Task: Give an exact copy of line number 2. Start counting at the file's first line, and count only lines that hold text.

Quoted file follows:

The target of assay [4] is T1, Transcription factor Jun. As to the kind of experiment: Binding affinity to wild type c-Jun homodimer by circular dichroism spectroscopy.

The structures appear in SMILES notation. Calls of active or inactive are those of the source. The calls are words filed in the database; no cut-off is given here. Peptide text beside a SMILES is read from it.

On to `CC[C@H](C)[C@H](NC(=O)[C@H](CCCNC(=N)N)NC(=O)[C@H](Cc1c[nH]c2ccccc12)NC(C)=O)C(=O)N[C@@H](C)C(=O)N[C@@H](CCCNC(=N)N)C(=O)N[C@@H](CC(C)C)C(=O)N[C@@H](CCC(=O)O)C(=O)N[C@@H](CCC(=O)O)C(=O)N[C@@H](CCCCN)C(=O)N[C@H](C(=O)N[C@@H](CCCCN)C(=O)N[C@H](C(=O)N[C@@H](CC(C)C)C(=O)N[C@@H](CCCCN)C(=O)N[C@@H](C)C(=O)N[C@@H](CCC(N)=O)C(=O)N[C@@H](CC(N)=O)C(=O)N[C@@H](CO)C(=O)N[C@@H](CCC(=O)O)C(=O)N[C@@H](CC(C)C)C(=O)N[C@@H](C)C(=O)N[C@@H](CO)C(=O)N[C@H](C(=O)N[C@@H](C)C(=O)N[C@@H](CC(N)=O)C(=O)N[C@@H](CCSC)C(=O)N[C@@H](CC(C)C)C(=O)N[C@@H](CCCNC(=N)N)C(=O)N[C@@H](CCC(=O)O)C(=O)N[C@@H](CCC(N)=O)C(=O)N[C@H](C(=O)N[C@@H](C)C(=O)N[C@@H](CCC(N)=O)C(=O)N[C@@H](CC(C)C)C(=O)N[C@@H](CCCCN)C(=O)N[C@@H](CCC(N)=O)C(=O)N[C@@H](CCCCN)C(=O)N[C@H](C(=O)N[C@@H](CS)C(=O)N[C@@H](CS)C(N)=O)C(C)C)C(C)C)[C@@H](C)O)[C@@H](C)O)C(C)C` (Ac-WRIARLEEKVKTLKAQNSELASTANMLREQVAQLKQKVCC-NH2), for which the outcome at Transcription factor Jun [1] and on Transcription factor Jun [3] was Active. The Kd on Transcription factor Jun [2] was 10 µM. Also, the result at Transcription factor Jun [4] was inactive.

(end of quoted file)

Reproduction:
The structures appear in SMILES notation. Calls of active or inactive are those of the source. The calls are words filed in the database; no cut-off is given here. Peptide text beside a SMILES is read from it.